Harry and the Lady Next Door – Gene Zion

More in the Series – Harry
“More in the Series” scores the other books in a series where one (or more) of the books have made it into the 1001 Books list. Mostly because I’m a bit of a completionist. 

POINTS: 1 out of 10.

Bechdel: 0 points
Variety of characters: 0 points
Good story:  1 point
Discretionary ideological points: 0 point.

This book is not a picture book like its predecessors. It’s a chapter book. Nevertheless, C and I read it in a single sitting, and he stayed mostly interested, which is a good sign.

However, by the metrics of this project, it fails on every count, I’m afraid. Despite the fact that the story is, in theory anyway, about “the lady next door” she gets no dialogue at all, and the story fails the Bechdel. The lady next door’s entire purpose in this book is to sing badly and be a foil for Harry’s shenanigans.

The diversity in the illustrations of the first book is not in evidence here – apparently only white people engage in community singing contests. And farming. And being in marching bands. And standing on the street.

I went back and read my reviews for the other two Harry books so far, and my response to this is much the same which is to say, I am fairly unmoved by them. They’re not awful. I mean, they’re entertaining enough. But there’s nothing particularly memorable about them either.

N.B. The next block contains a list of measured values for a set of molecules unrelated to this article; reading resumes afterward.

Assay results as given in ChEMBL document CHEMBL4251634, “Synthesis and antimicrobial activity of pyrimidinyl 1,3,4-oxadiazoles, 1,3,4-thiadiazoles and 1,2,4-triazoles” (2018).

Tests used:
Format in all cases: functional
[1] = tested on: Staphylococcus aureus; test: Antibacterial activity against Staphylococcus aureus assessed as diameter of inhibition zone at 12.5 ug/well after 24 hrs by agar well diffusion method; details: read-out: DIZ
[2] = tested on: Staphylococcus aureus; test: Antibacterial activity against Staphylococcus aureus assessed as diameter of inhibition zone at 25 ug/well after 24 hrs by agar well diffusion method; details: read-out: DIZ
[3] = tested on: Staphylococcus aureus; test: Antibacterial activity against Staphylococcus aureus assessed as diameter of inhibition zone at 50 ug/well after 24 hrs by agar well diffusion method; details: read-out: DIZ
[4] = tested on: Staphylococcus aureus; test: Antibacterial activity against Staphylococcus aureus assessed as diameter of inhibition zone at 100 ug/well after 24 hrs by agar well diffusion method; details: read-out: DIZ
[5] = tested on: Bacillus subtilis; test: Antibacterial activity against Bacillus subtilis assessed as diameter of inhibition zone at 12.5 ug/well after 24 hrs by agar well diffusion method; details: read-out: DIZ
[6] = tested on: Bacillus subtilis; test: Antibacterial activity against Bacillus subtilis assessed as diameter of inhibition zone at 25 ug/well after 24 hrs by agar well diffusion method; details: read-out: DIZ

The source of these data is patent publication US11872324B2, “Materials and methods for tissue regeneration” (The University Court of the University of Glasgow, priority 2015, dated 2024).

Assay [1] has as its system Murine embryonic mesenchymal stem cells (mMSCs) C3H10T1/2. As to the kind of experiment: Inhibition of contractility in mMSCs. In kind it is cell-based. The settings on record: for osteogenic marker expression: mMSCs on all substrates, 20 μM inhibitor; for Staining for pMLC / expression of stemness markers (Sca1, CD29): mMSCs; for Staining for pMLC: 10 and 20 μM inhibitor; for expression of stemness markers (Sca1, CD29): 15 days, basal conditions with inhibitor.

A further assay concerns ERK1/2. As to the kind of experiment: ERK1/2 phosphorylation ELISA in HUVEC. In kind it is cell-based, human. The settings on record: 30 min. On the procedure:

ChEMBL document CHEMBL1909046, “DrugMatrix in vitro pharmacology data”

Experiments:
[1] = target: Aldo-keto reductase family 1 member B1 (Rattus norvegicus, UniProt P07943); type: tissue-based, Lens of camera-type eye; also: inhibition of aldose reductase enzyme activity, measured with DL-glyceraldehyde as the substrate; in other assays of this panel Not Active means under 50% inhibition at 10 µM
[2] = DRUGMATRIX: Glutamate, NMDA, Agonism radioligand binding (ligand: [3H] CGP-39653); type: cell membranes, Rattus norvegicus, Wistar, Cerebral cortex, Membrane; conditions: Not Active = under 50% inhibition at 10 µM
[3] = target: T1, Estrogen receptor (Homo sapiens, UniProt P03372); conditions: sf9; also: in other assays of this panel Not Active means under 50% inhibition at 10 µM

In this one Harry does not like the singing of the lady next door, and so he wanders about finding other things that make (to him) more pleasant sounds, like cows and frogs, and tries to hint to her that she should change how she sings by basically parking the things outside her window. (I know that when someone herds cows by my window, the message I get is “sing more like a cow”…)

Then there is a local singing contest, which, due to a series of events, she wins, and off she goes to “study music in a far-off country”, thus freeing Harry from her singing for a long time! Huzzah! Or something.

Plot wise, it’s holey, and while I think that Harry’s lack of appreciation for her singing is meant to be seen as naivete or something like it, I found myself not very sympathetic to his plight. Get over it hound.

I have no doubt that there are people who love these books, but they won’t be in our rotation.

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